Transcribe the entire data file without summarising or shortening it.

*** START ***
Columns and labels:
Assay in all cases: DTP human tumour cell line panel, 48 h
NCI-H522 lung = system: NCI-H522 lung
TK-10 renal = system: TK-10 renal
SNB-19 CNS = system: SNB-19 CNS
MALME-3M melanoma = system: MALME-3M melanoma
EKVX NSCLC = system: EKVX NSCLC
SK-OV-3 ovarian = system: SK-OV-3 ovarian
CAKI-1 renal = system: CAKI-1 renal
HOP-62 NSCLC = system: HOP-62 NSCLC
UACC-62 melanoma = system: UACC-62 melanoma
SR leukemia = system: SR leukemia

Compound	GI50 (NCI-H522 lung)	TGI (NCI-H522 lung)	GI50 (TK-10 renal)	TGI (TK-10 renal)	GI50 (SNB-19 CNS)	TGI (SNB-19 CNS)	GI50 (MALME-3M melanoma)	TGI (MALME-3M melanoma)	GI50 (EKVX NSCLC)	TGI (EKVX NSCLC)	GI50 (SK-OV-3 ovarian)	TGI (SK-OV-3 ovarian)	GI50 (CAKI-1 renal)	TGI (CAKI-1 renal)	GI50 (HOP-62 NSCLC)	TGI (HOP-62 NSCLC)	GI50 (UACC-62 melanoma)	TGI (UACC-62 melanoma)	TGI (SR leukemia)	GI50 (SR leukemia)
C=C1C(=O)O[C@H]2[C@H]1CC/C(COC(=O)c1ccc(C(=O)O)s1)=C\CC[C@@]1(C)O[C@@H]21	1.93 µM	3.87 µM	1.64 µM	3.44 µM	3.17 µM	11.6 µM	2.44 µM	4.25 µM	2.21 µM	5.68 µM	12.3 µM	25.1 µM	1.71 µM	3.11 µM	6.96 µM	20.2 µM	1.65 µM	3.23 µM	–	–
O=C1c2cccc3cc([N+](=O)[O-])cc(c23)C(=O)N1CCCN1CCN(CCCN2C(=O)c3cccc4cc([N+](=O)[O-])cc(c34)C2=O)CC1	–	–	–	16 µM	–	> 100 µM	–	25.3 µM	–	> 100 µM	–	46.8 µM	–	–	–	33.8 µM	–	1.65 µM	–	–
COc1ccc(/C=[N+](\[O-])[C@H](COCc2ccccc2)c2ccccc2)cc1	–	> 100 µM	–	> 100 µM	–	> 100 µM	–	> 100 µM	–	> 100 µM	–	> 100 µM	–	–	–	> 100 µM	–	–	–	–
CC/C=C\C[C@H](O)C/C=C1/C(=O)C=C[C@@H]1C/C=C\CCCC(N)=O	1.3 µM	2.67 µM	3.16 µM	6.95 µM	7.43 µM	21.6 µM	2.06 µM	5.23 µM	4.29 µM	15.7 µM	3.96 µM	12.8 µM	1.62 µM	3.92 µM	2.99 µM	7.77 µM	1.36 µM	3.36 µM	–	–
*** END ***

Columns and labels:
Assay in all cases: DTP human tumour cell line panel, 48 h
NCI-H522 lung = system: NCI-H522 lung
TK-10 renal = system: TK-10 renal
SNB-19 CNS = system: SNB-19 CNS
MALME-3M melanoma = system: MALME-3M melanoma
EKVX NSCLC = system: EKVX NSCLC
SK-OV-3 ovarian = system: SK-OV-3 ovarian
CAKI-1 renal = system: CAKI-1 renal
HOP-62 NSCLC = system: HOP-62 NSCLC
UACC-62 melanoma = system: UACC-62 melanoma
SR leukemia = system: SR leukemia

Compound	GI50 (NCI-H522 lung)	TGI (NCI-H522 lung)	GI50 (TK-10 renal)	TGI (TK-10 renal)	GI50 (SNB-19 CNS)	TGI (SNB-19 CNS)	GI50 (MALME-3M melanoma)	TGI (MALME-3M melanoma)	GI50 (EKVX NSCLC)	TGI (EKVX NSCLC)	GI50 (SK-OV-3 ovarian)	TGI (SK-OV-3 ovarian)	GI50 (CAKI-1 renal)	TGI (CAKI-1 renal)	GI50 (HOP-62 NSCLC)	TGI (HOP-62 NSCLC)	GI50 (UACC-62 melanoma)	TGI (UACC-62 melanoma)	TGI (SR leukemia)	GI50 (SR leukemia)
C=C1C(=O)O[C@H]2[C@H]1CC/C(COC(=O)c1ccc(C(=O)O)s1)=C\CC[C@@]1(C)O[C@@H]21	1.93 µM	3.87 µM	1.64 µM	3.44 µM	3.17 µM	11.6 µM	2.44 µM	4.25 µM	2.21 µM	5.68 µM	12.3 µM	25.1 µM	1.71 µM	3.11 µM	6.96 µM	20.2 µM	1.65 µM	3.23 µM	–	–
O=C1c2cccc3cc([N+](=O)[O-])cc(c23)C(=O)N1CCCN1CCN(CCCN2C(=O)c3cccc4cc([N+](=O)[O-])cc(c34)C2=O)CC1	–	–	–	16 µM	–	> 100 µM	–	25.3 µM	–	> 100 µM	–	46.8 µM	–	–	–	33.8 µM	–	1.65 µM	–	–
COc1ccc(/C=[N+](\[O-])[C@H](COCc2ccccc2)c2ccccc2)cc1	–	> 100 µM	–	> 100 µM	–	> 100 µM	–	> 100 µM	–	> 100 µM	–	> 100 µM	–	–	–	> 100 µM	–	–	–	–
CC/C=C\C[C@H](O)C/C=C1/C(=O)C=C[C@@H]1C/C=C\CCCC(N)=O	1.3 µM	2.67 µM	3.16 µM	6.95 µM	7.43 µM	21.6 µM	2.06 µM	5.23 µM	4.29 µM	15.7 µM	3.96 µM	12.8 µM	1.62 µM	3.92 µM	2.99 µM	7.77 µM	1.36 µM	3.36 µM	–	–